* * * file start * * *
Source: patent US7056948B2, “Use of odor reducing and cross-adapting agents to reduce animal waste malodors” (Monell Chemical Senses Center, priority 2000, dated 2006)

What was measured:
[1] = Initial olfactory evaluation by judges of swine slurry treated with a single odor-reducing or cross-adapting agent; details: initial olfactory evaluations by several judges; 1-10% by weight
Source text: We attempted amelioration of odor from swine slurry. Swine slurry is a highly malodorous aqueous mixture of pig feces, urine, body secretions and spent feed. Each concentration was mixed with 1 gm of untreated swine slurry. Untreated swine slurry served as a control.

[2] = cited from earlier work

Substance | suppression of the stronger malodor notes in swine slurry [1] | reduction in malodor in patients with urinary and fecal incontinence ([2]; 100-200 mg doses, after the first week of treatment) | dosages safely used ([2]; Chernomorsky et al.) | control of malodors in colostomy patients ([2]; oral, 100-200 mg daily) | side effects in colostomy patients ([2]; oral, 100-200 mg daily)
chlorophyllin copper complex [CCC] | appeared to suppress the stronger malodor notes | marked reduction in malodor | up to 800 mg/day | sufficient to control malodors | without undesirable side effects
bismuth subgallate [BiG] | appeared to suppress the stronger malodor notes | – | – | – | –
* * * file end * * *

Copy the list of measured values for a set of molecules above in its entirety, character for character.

Source: patent US7056948B2, “Use of odor reducing and cross-adapting agents to reduce animal waste malodors” (Monell Chemical Senses Center, priority 2000, dated 2006)

What was measured:
[1] = Initial olfactory evaluation by judges of swine slurry treated with a single odor-reducing or cross-adapting agent; details: initial olfactory evaluations by several judges; 1-10% by weight
Source text: We attempted amelioration of odor from swine slurry. Swine slurry is a highly malodorous aqueous mixture of pig feces, urine, body secretions and spent feed. Each concentration was mixed with 1 gm of untreated swine slurry. Untreated swine slurry served as a control.

[2] = cited from earlier work

Substance | suppression of the stronger malodor notes in swine slurry [1] | reduction in malodor in patients with urinary and fecal incontinence ([2]; 100-200 mg doses, after the first week of treatment) | dosages safely used ([2]; Chernomorsky et al.) | control of malodors in colostomy patients ([2]; oral, 100-200 mg daily) | side effects in colostomy patients ([2]; oral, 100-200 mg daily)
chlorophyllin copper complex [CCC] | appeared to suppress the stronger malodor notes | marked reduction in malodor | up to 800 mg/day | sufficient to control malodors | without undesirable side effects
bismuth subgallate [BiG] | appeared to suppress the stronger malodor notes | – | – | – | –